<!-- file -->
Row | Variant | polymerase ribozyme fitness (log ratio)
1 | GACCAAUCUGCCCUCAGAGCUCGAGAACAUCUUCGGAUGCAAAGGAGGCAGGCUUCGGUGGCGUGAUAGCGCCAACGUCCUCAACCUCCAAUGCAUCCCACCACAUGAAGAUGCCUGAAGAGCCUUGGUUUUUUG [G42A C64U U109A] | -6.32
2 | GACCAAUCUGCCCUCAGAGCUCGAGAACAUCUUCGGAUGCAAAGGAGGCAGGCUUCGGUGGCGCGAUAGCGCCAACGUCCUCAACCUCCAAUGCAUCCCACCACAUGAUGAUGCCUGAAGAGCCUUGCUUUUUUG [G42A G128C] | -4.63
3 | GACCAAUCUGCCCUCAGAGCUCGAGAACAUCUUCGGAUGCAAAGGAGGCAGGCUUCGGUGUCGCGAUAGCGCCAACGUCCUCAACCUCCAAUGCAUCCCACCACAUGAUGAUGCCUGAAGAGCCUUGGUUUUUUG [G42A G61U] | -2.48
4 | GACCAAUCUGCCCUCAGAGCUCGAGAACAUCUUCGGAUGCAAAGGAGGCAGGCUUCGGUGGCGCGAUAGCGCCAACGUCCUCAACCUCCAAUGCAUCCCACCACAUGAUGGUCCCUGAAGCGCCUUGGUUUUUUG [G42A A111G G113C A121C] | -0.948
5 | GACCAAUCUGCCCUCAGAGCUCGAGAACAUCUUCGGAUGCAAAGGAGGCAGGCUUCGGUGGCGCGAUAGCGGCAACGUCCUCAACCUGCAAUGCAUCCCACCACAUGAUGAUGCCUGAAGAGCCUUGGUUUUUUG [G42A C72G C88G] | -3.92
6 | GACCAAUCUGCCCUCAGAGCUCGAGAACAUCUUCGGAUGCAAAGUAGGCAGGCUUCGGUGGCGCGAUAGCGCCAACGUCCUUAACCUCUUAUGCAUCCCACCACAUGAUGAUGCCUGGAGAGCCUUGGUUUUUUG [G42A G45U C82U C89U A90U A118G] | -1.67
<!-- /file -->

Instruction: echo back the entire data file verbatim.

Row | Variant | polymerase ribozyme fitness (log ratio)
1 | GACCAAUCUGCCCUCAGAGCUCGAGAACAUCUUCGGAUGCAAAGGAGGCAGGCUUCGGUGGCGUGAUAGCGCCAACGUCCUCAACCUCCAAUGCAUCCCACCACAUGAAGAUGCCUGAAGAGCCUUGGUUUUUUG [G42A C64U U109A] | -6.32
2 | GACCAAUCUGCCCUCAGAGCUCGAGAACAUCUUCGGAUGCAAAGGAGGCAGGCUUCGGUGGCGCGAUAGCGCCAACGUCCUCAACCUCCAAUGCAUCCCACCACAUGAUGAUGCCUGAAGAGCCUUGCUUUUUUG [G42A G128C] | -4.63
3 | GACCAAUCUGCCCUCAGAGCUCGAGAACAUCUUCGGAUGCAAAGGAGGCAGGCUUCGGUGUCGCGAUAGCGCCAACGUCCUCAACCUCCAAUGCAUCCCACCACAUGAUGAUGCCUGAAGAGCCUUGGUUUUUUG [G42A G61U] | -2.48
4 | GACCAAUCUGCCCUCAGAGCUCGAGAACAUCUUCGGAUGCAAAGGAGGCAGGCUUCGGUGGCGCGAUAGCGCCAACGUCCUCAACCUCCAAUGCAUCCCACCACAUGAUGGUCCCUGAAGCGCCUUGGUUUUUUG [G42A A111G G113C A121C] | -0.948
5 | GACCAAUCUGCCCUCAGAGCUCGAGAACAUCUUCGGAUGCAAAGGAGGCAGGCUUCGGUGGCGCGAUAGCGGCAACGUCCUCAACCUGCAAUGCAUCCCACCACAUGAUGAUGCCUGAAGAGCCUUGGUUUUUUG [G42A C72G C88G] | -3.92
6 | GACCAAUCUGCCCUCAGAGCUCGAGAACAUCUUCGGAUGCAAAGUAGGCAGGCUUCGGUGGCGCGAUAGCGCCAACGUCCUUAACCUCUUAUGCAUCCCACCACAUGAUGAUGCCUGGAGAGCCUUGGUUUUUUG [G42A G45U C82U C89U A90U A118G] | -1.67